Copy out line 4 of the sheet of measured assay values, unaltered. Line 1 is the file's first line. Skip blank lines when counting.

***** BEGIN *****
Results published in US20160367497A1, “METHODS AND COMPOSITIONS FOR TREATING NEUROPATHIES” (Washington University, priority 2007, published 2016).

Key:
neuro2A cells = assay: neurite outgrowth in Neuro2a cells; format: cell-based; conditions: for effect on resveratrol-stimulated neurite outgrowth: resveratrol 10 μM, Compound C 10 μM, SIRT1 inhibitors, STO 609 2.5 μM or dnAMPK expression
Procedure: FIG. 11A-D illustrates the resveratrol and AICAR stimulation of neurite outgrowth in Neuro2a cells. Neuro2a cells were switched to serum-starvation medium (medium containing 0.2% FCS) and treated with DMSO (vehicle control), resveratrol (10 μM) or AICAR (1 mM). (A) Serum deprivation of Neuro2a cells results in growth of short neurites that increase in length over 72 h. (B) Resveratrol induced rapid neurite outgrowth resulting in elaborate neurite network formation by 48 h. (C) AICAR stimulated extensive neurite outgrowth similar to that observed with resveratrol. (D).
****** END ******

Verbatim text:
Procedure: FIG. 11A-D illustrates the resveratrol and AICAR stimulation of neurite outgrowth in Neuro2a cells. Neuro2a cells were switched to serum-starvation medium (medium containing 0.2% FCS) and treated with DMSO (vehicle control), resveratrol (10 μM) or AICAR (1 mM). (A) Serum deprivation of Neuro2a cells results in growth of short neurites that increase in length over 72 h. (B) Resveratrol induced rapid neurite outgrowth resulting in elaborate neurite network formation by 48 h. (C) AICAR stimulated extensive neurite outgrowth similar to that observed with resveratrol. (D).